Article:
– Consumers are fearful of the costs associated with data consumption. Innovative models such as the Airtel Re. 1 Entertainment Store do a fantastic job of getting consumers over this hurdle in a transparent and cost-effective way.

Samir Bangara, Qyuki

– Internet data and smart phone penetration will be the leading themes for the next 18-24 months as we ramp up to being the second largest smartphone market in the world and 4G becomes a national reality.
– Growth of YouTube as a platform and the transformation of some channels into household IP like AIB and The Viral Fever is a great forerunner to what lies in store for 2015.
– The emergence of MCNs (multi-channel networks) in organizing talent and promoting influencer marketing to brands.
– The key roadblock has been around delayed deployment of 4G.

Sameer-Pitalwalla
Sameer Pitalwalla, Culture Machine

– Facebook and Twitter both launching their own online video platforms.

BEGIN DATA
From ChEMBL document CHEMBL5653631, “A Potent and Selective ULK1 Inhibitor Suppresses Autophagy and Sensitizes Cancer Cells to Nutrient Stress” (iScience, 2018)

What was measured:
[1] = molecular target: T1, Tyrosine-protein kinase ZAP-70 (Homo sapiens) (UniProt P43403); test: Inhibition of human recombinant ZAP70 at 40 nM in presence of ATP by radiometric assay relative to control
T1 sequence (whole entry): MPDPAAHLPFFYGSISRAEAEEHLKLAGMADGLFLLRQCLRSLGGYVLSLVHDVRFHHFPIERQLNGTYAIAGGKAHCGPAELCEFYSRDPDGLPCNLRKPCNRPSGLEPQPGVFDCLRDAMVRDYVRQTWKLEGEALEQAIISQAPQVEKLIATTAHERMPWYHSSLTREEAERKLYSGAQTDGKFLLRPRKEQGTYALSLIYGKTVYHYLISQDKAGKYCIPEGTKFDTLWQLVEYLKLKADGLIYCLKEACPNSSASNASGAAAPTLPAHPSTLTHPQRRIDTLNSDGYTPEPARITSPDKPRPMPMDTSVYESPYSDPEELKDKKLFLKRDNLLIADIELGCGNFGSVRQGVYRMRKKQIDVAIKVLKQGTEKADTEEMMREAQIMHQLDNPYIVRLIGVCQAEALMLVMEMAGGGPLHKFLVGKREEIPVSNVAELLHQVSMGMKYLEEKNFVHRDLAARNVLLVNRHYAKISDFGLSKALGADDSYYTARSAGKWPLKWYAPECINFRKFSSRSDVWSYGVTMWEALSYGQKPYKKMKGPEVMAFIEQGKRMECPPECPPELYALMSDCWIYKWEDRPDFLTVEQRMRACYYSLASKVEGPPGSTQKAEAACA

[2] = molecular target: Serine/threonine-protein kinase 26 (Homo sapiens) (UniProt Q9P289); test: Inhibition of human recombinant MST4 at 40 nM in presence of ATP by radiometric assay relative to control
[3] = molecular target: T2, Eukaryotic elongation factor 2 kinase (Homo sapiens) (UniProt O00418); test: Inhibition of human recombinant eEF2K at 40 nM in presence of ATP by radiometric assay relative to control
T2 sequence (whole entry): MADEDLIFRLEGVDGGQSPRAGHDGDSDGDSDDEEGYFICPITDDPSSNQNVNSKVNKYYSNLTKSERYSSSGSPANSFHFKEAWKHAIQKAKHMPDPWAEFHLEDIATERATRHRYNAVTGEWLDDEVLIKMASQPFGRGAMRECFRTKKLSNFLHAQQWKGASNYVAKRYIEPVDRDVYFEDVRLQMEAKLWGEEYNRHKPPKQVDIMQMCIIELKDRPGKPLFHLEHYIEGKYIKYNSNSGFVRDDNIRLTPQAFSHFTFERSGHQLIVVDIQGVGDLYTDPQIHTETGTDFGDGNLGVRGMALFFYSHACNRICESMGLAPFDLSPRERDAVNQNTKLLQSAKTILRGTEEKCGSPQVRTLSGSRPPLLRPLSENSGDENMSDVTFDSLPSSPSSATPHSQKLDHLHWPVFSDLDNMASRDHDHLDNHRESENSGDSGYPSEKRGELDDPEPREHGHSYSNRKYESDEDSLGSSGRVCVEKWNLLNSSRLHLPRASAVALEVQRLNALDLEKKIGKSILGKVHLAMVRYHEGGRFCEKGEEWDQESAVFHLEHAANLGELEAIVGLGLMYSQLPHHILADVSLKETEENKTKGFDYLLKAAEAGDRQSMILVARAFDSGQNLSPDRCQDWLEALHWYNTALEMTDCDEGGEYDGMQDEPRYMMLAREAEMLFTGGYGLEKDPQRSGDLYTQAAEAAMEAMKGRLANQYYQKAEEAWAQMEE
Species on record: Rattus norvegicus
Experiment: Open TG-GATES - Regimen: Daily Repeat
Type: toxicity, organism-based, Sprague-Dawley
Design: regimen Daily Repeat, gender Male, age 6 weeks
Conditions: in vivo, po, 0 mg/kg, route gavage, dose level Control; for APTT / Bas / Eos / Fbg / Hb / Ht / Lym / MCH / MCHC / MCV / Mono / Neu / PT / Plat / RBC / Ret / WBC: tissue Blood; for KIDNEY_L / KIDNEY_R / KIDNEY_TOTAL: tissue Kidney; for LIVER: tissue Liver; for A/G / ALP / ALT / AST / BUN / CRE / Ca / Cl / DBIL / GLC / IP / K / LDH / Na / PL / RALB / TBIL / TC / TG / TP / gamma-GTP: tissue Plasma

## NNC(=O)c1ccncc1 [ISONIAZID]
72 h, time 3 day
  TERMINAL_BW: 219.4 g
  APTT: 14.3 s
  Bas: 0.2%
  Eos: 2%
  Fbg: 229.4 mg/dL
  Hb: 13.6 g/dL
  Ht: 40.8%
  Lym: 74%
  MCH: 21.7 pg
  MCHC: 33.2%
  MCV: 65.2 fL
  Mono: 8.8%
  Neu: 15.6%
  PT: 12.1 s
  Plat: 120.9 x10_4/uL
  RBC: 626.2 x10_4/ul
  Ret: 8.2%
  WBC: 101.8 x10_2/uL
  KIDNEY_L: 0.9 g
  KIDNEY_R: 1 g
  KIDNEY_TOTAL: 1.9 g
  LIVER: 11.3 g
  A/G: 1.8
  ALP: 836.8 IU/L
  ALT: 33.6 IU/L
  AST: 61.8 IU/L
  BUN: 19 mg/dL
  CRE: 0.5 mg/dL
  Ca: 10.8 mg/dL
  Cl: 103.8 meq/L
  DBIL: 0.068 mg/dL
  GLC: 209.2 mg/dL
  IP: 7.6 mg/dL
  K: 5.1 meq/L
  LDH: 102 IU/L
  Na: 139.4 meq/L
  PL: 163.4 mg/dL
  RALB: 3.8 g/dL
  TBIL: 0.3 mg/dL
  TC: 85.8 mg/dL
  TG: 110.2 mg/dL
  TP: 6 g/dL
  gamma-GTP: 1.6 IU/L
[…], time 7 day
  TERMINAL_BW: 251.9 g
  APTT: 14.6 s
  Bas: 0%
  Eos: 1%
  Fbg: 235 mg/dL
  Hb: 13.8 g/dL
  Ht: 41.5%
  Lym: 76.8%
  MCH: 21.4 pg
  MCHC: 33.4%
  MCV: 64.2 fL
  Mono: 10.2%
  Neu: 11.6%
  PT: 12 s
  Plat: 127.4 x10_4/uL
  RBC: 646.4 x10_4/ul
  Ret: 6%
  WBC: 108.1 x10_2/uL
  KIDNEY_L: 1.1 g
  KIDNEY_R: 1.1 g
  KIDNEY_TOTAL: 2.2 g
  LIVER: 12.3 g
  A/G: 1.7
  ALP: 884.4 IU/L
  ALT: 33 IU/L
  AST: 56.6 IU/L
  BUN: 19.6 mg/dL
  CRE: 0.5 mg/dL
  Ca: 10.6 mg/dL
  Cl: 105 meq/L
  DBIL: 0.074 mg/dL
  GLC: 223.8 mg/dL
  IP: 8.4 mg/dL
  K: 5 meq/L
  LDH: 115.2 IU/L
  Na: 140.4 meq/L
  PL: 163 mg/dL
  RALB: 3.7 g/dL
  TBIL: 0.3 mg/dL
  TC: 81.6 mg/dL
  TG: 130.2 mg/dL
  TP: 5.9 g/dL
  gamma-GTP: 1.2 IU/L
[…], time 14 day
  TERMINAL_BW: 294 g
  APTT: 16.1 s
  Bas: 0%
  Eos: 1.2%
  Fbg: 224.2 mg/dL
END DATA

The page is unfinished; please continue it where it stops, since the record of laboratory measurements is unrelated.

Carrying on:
– YouTube’s plan to launch a subscription all you can eat flavour as well as the launch of Youtube Music Key.
– Amazon Prime’s impending plans for India.
– Growth in the installed based of low cost smartphone devices driven by Android adoption.

– Roadblock: Proliferation of high speed wireless broadband remains an issue, without that, growth in reach and consumption will remain stunted. We have the backhaul but not the spectrum and hence the last mile. Same issue, different year. We have the devices, but not the bandwidth and requisite pricing to have data hit critical mass like voice did.

Radhakrishnan Ramachandran, Pepper Media

– Online video consumption has grown significantly over the past 18 months. India is expected to be the second largest market for YouTube this year. Consumption on mobile devices is driving this growth primarily. YouTube’s introduction of offline video streaming would mean that almost 60% of video viewing will happen on mobile devices this year.

– With Indians unwilling to pay for content, we are still talking about an ad-supported business model for online videos.

Pinakin Thakkar, Nirvana Digital

– More original creators came on to video platforms, more specialized web production companies approached us, Overall good growth for the industry.
– I wouldn’t really call them roadblocks but this is one area we could definitely benefit if there were better (advertising) CPM’S on platforms, the good news is that slowly brands have become open to spending and integrate with online video.